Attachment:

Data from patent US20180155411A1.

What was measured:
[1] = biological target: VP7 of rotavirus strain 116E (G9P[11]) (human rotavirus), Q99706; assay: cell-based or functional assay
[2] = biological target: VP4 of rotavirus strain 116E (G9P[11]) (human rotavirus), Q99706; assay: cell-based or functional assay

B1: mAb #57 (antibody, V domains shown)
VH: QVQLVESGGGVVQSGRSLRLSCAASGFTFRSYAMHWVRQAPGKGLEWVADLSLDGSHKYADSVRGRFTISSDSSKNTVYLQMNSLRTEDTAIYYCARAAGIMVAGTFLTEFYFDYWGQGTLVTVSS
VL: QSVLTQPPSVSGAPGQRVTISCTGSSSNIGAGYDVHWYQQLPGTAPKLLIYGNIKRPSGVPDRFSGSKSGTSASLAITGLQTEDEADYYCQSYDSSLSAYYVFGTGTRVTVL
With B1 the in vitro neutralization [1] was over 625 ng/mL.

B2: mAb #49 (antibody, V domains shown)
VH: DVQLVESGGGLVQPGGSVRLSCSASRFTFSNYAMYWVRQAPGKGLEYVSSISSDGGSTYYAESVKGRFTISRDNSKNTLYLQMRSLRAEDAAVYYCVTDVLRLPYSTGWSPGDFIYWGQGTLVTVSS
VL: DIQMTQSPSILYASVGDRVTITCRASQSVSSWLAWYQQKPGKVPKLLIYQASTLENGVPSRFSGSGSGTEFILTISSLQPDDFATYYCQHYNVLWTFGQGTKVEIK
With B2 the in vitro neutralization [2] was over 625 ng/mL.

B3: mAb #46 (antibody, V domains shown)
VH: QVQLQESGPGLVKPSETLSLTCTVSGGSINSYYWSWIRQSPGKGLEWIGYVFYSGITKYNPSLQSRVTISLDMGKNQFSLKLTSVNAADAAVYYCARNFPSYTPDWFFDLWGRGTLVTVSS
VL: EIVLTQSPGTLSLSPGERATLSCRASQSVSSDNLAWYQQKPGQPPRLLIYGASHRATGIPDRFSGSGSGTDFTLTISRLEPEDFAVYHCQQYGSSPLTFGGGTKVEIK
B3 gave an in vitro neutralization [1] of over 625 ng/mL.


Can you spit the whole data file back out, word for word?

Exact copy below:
Data from patent US20180155411A1.

What was measured:
[1] = biological target: VP7 of rotavirus strain 116E (G9P[11]) (human rotavirus), Q99706; assay: cell-based or functional assay
[2] = biological target: VP4 of rotavirus strain 116E (G9P[11]) (human rotavirus), Q99706; assay: cell-based or functional assay

B1: mAb #57 (antibody, V domains shown)
VH: QVQLVESGGGVVQSGRSLRLSCAASGFTFRSYAMHWVRQAPGKGLEWVADLSLDGSHKYADSVRGRFTISSDSSKNTVYLQMNSLRTEDTAIYYCARAAGIMVAGTFLTEFYFDYWGQGTLVTVSS
VL: QSVLTQPPSVSGAPGQRVTISCTGSSSNIGAGYDVHWYQQLPGTAPKLLIYGNIKRPSGVPDRFSGSKSGTSASLAITGLQTEDEADYYCQSYDSSLSAYYVFGTGTRVTVL
With B1 the in vitro neutralization [1] was over 625 ng/mL.

B2: mAb #49 (antibody, V domains shown)
VH: DVQLVESGGGLVQPGGSVRLSCSASRFTFSNYAMYWVRQAPGKGLEYVSSISSDGGSTYYAESVKGRFTISRDNSKNTLYLQMRSLRAEDAAVYYCVTDVLRLPYSTGWSPGDFIYWGQGTLVTVSS
VL: DIQMTQSPSILYASVGDRVTITCRASQSVSSWLAWYQQKPGKVPKLLIYQASTLENGVPSRFSGSGSGTEFILTISSLQPDDFATYYCQHYNVLWTFGQGTKVEIK
With B2 the in vitro neutralization [2] was over 625 ng/mL.

B3: mAb #46 (antibody, V domains shown)
VH: QVQLQESGPGLVKPSETLSLTCTVSGGSINSYYWSWIRQSPGKGLEWIGYVFYSGITKYNPSLQSRVTISLDMGKNQFSLKLTSVNAADAAVYYCARNFPSYTPDWFFDLWGRGTLVTVSS
VL: EIVLTQSPGTLSLSPGERATLSCRASQSVSSDNLAWYQQKPGQPPRLLIYGASHRATGIPDRFSGSGSGTDFTLTISRLEPEDFAVYHCQQYGSSPLTFGGGTKVEIK
B3 gave an in vitro neutralization [1] of over 625 ng/mL.